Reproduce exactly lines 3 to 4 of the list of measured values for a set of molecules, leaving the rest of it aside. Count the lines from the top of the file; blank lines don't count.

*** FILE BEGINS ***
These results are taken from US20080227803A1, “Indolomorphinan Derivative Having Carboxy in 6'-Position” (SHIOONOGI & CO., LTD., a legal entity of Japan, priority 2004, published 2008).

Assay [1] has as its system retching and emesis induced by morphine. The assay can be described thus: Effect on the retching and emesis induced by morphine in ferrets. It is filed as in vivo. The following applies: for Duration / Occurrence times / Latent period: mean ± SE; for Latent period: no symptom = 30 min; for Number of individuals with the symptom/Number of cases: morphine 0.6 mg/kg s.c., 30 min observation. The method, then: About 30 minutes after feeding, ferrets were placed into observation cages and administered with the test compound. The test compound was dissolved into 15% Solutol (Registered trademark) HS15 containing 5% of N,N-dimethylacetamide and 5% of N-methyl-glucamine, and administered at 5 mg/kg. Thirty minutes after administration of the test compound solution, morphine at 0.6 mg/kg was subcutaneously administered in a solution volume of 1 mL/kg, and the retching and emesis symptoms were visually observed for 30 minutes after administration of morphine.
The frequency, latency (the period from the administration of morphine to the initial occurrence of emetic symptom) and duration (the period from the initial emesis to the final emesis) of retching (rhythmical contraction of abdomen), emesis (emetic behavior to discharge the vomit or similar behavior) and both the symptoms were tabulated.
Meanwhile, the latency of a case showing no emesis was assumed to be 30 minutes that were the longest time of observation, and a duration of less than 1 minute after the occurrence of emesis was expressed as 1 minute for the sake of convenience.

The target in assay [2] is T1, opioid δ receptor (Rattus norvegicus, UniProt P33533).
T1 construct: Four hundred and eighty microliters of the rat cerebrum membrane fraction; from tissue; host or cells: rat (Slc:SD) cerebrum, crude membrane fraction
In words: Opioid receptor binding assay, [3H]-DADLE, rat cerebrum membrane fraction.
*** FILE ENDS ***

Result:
The frequency, latency (the period from the administration of morphine to the initial occurrence of emetic symptom) and duration (the period from the initial emesis to the final emesis) of retching (rhythmical contraction of abdomen), emesis (emetic behavior to discharge the vomit or similar behavior) and both the symptoms were tabulated.
Meanwhile, the latency of a case showing no emesis was assumed to be 30 minutes that were the longest time of observation, and a duration of less than 1 minute after the occurrence of emesis was expressed as 1 minute for the sake of convenience.